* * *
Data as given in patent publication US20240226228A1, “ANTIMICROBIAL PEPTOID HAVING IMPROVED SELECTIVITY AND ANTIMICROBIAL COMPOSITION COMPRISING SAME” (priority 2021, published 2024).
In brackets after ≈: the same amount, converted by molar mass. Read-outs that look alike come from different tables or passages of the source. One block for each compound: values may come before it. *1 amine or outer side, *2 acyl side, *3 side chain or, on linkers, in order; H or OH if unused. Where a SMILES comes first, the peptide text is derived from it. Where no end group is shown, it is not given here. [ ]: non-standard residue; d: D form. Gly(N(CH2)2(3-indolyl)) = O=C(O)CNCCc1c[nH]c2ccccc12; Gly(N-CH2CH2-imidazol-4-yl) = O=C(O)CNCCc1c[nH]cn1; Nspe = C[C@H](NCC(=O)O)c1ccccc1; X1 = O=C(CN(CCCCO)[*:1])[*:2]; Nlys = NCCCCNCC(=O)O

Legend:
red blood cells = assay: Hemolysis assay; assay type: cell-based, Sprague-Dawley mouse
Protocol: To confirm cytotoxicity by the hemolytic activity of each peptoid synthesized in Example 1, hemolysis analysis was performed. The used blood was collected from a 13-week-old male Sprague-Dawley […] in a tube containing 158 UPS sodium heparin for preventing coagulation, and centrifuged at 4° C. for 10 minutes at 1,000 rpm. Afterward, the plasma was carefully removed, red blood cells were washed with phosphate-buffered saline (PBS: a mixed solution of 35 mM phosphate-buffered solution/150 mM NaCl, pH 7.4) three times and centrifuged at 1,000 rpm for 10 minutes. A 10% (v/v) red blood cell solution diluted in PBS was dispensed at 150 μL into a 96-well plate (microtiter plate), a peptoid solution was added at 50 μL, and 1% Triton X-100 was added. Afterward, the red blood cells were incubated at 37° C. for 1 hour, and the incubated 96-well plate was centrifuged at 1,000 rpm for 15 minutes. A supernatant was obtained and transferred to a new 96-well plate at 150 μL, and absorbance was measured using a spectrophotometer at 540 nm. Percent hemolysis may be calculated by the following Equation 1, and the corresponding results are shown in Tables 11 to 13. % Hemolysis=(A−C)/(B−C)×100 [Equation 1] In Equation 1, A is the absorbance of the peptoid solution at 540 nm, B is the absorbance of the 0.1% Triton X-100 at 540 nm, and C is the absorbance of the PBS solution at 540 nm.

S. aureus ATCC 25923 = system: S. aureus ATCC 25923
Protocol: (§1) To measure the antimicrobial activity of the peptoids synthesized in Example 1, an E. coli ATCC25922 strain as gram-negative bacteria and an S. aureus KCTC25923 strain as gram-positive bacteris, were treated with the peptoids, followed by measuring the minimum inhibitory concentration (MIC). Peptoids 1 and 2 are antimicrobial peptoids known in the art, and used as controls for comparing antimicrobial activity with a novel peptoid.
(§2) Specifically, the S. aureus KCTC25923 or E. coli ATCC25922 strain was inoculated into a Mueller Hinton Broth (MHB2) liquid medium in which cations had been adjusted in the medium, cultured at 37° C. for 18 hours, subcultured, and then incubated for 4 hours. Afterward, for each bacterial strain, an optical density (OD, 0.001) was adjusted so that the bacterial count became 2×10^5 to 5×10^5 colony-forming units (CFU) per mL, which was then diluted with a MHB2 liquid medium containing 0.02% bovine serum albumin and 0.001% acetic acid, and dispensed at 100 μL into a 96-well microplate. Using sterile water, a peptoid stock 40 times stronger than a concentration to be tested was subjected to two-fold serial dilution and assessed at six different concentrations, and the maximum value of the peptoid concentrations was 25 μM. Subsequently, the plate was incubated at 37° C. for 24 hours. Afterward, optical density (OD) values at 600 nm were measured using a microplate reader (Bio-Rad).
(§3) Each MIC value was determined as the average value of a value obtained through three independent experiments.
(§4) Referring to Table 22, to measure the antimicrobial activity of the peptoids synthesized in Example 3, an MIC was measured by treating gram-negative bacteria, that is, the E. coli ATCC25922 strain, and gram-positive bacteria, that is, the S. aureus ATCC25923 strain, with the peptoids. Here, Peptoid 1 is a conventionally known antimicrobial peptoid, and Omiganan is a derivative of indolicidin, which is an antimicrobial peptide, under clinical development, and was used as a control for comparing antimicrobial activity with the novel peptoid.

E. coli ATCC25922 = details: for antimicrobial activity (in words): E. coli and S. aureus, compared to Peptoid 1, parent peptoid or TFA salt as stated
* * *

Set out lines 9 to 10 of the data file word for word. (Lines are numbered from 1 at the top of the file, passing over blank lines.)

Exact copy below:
(§3) Each MIC value was determined as the average value of a value obtained through three independent experiments.
(§4) Referring to Table 22, to measure the antimicrobial activity of the peptoids synthesized in Example 3, an MIC was measured by treating gram-negative bacteria, that is, the E. coli ATCC25922 strain, and gram-positive bacteria, that is, the S. aureus ATCC25923 strain, with the peptoids. Here, Peptoid 1 is a conventionally known antimicrobial peptoid, and Omiganan is a derivative of indolicidin, which is an antimicrobial peptide, under clinical development, and was used as a control for comparing antimicrobial activity with the novel peptoid.